“In the morning we hugged our family like we might never see them again because every day in Mogadishu journalists may be killed in the crossfire, or murdered by Al-Shabaab” says Ibrahim as he enjoys a meal at the Foreign Correspondents’ Club (FCC) in Hong Kong. He continues, “For a big story we would bring two or three cameramen to record the scene together in case one was wounded or shot dead.”
The Somali government persecutes journalist who don’t report the propaganda, but Al-Shabaab is a clear threat. In 2009 Ibrahim was kidnapped by the group and never expected to see his wife and five children until he was ransomed by his employer, Universal TV. Undeterred he continued to work from Kenya until mounting death threats posed an imminent danger. In August 2013 he fled to Hong Kong where his colleague Shafi had sought asylum eight months earlier.
“My first encounter with Vision First” Shafi says “was during a demonstration at the Legislative Council when dozens of refugees were invited to a conference room to discuss welfare shortcomings with lawmaker Fernando Cheung. It was a year before other groups also took this advocacy path. The following week Vision First introduced me to the FCC which regrettably turned down my application and made me feel very unwelcome.”
For reasons unclear, the Foreign Correspondent Club was reluctant to accept as members first Shafi and later Ibrahim, despite their credentials and, most vitally, having lost everything to pursue their profession with outstanding courage and integrity. Reporting the reality of the factional Somali civil war, with multiple interests vying for supremacy, can get anyone killed, but exposing the intrigues of Al-Shabaab is a death sentence. “We reported what we investigate. We could not keep quiet. This is our job” Ibrahim explains.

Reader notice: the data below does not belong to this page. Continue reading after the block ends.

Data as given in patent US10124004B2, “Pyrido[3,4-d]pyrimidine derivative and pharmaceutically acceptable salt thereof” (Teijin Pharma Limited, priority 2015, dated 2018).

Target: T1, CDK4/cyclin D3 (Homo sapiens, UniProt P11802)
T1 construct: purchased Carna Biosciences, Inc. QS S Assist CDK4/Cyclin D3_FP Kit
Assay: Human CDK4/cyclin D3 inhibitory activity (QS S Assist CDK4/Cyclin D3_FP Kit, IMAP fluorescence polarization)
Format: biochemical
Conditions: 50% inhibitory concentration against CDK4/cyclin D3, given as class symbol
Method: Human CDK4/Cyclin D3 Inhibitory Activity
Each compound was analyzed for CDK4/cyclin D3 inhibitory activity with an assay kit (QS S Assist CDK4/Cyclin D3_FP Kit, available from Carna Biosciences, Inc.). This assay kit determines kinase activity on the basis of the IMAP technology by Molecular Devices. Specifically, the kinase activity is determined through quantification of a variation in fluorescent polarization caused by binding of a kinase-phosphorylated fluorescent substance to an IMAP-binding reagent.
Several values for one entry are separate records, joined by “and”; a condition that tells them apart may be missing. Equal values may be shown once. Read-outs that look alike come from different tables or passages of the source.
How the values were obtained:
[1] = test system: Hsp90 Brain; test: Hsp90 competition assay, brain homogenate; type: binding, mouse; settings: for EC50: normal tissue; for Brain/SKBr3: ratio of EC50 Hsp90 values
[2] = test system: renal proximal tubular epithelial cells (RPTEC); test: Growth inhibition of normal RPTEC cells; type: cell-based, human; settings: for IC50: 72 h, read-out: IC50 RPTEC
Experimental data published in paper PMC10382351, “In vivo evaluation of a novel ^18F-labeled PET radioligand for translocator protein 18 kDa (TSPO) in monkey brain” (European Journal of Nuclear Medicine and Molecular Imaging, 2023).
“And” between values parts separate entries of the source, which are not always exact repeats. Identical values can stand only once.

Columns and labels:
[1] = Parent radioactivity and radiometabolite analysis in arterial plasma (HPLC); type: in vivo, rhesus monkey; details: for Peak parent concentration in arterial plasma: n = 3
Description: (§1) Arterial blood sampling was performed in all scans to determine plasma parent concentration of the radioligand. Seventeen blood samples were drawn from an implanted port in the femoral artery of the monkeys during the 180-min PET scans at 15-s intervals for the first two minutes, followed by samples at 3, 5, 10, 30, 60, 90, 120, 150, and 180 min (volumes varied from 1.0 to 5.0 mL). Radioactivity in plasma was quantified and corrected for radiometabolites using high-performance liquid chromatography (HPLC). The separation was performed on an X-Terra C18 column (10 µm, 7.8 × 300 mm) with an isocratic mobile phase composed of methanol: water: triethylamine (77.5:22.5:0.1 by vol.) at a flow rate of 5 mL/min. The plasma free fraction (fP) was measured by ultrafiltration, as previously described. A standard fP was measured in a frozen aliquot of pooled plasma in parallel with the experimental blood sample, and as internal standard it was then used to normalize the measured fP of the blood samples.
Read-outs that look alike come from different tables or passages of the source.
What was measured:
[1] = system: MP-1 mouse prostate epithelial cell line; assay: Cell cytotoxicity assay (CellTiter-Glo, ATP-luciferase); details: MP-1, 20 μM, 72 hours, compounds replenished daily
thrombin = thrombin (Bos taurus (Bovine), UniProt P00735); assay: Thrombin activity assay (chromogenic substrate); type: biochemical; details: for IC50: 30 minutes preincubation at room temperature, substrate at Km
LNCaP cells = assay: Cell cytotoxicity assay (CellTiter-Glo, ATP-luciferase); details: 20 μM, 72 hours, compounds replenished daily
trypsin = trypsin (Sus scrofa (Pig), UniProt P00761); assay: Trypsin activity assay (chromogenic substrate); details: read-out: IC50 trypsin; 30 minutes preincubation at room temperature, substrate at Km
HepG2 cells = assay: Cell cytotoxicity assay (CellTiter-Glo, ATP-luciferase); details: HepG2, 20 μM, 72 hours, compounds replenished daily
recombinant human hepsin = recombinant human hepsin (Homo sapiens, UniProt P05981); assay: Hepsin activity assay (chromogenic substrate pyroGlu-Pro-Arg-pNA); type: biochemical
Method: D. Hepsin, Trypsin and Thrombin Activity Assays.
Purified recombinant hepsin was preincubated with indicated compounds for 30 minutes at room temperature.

Vision First is dedicated to empowering refugees by strengthening self-reliance within a system constrained by a culture of rejection. In June 2014, non-executive director Robert Tibbo and solicitor Jonathan Man escorted the two Somali journalists to the Foreign Correspondent Club on a mission. They were determined that the prestigious club, established in 1917, admit two foreign correspondents that sacrificed more than most to uphold the highest code of practice of their profession. Respect was due and respect was granted.
“After a year struggling like a beggar, for the first time I feel that I am a journalist again” Shafi rejoices “Refugees are often kept out of sight and denied even the dignity of being human beings. As a member of the FCC now I feel that I am alive again and I am part of the community, even if I cannot work. I want to devote my time and energy to developing the Refugee Union and help other refugees achieve their potential too.”
It is likely unprecedented that refugees on Immigration recognizance were admitted to a private club in Hong Kong. Vision First celebrates this success with the wish that other clubs and societies will value individuals seeking membership for who they are, without tripping over meaningless rules to produce ID cards or passports. Meantime Ibrahim and Shafi are possibly the happiest journalists in town. Congratulations! You deserve it!